There was big news recently on the podcast front for community media outlets. Community radio hosting service Radio Free America emailed its partners to announce a pilot project in collaboration with a nonprofit journalism funder to adapt programming from its member stations for podcast distribution.
RFA’s announcement is perhaps the first real rocket fuel as far as developments in community media podcasts go. According to the message, Radio Free America will format a station’s terrestrial originated radio programs for wider podcast distribution at no cost.
RFA’s Jeff Abrams, a former head of community station KRBX/Radio Boise, commented for Radio World, “In addition to providing free access to thousands of archived community radio shows every week, Radio Free America is now working with stations to serve new audiences by adapting their locally-produced public affairs programming for podcast distribution. RFA feels that by using all delivery mechanisms, stations and producers can stretch the reach of their content, and thrive at a time when audio is bigger than ever. It’s really just another way to accomplish their local mission. It’s the natural extension of their core area of expertise. There’s no reason why great radio shows should only be heard on the radio.”
Abrams adds that Radio Free America does expect to introduce advertising inserts of various types, but has not decided how these messages will be implemented or what the editorial nature of them will be. However, RFA expects to consult with stations ahead of making any decisions regarding ads. In addition, RFA’s monetization model does include revenue sharing with its participants and other content partners “at an appropriate juncture.”
RFA moves from its traditional archival vertical into a relatively wide-open space. Virtually none of the known podcast players have been associated thus far with community media, either radio or the Public, Educational or Government (PEG) television side. How this absence came to be bears examination.
Truth be told, there are some dynamic community radio podcasts for sure — check out superlative podcasts like WXPR’s “We Live Up Here,” Marfa Public Radio’s “West Texas Talk” or WTIP’s “Boundary Waters” podcasts as some of the best in class. However, it is fair to say there may be some unrealized potential so far. There are perhaps a dozen or more quality community radio productions that would flourish brilliantly as podcasts, but lack the wherewithal to make a splash in the already crowded podcast system.
It is possible community media’s pace may be a deterrent. Why has community radio approached podcasting so gingerly? Literally every station certainly has high-quality gear and studios that would make any podcast sound good. Instead, the hesitation may be due to resources, lack of clarity on digital capacity, or any number of issues. Potential partners could see this lack of in-house skillsets and local investment in podcasting to be a major obstacle. In this regard, RFA’s commitment to handle the production end of the work and give technical know-how may be exactly what community radio stations with the right talent need to get ahead in the podcasting space.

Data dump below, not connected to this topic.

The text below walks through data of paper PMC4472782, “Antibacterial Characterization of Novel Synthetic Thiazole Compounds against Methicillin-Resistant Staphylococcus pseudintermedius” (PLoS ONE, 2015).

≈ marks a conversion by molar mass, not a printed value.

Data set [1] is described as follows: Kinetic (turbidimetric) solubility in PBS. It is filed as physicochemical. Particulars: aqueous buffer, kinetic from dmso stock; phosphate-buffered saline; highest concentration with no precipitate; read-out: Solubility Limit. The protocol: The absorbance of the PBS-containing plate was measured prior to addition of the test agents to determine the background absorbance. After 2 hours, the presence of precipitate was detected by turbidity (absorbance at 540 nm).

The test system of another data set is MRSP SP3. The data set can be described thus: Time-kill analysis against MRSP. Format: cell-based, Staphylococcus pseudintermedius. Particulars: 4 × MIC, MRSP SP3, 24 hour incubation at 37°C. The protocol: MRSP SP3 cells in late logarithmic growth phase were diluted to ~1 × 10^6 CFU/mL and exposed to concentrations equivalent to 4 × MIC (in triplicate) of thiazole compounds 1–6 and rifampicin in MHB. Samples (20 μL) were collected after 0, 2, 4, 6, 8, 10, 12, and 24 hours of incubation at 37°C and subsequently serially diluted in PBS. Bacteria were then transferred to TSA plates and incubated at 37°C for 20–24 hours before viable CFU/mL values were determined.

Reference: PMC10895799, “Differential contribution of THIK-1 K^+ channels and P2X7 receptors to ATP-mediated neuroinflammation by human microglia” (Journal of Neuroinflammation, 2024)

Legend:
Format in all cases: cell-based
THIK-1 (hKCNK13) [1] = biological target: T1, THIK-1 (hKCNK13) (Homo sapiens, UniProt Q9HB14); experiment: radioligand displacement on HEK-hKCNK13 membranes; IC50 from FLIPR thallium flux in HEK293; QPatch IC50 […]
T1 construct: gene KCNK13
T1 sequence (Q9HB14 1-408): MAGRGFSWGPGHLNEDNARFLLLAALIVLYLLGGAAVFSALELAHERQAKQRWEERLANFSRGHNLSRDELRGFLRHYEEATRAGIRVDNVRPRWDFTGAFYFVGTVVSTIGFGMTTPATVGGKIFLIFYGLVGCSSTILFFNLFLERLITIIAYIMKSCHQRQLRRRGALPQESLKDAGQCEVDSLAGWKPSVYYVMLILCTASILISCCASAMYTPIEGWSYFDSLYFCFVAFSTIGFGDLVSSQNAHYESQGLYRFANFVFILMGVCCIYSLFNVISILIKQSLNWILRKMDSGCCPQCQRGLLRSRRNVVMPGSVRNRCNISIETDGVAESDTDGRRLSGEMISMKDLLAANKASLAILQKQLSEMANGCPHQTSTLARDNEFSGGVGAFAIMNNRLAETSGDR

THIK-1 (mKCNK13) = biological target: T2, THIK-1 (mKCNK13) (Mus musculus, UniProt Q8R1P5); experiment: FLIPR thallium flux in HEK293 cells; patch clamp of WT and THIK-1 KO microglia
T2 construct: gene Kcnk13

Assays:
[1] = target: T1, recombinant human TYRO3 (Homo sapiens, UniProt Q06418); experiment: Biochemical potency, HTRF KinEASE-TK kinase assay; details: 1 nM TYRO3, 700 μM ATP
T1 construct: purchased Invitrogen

As an intervention of sorts, content quality has to also be acknowledged as a stumbling block. Unfair though it may be, it is not hard to find those who perceive community media content to be inconsistent and at points marginal. It can be on occasion, and more than occasionally in some pockets. Addressing this issue may simply come down to stations countering that perspective by delivering more with what they have, where possible, and zeroing in on audience needs over internal inclinations, which may favor a bygone sound. To be clear, there are many stations offering top-shelf podcasting and content. May they inspire others to raise the bar locally.
As more radio listeners and younger demographics are being wooed to podcasts, rarely has there been a better time for community radio stations to hop into podcast offerings. These podcasts could be original productions or repackaged radio programs — and more studies indicate audiences like to hear traditional radio shows in an on-demand fashion as podcasting inherently provides. Audience interest is growing. Stakeholders such as governing boards love a station in the podcasting game as well. In addition, radio station donors want to see their dollars put to work keeping a station up with the times, as podcasts undoubtedly are doing for organizations like KPCC, which just launched a local podcast studio.
Still, it is incumbent on a community radio station to consider where podcasting fits into its strategic plan for its content and programming. Stations have so many competing priorities at any given moment that each needs to decide the time, resources and attention station podcasts can occupy. Such may call for a review of a station’s long-term objectives and its allowances for emergent needs. With proper focus and balance of all the demands at the station level, however, there are many wins to be had.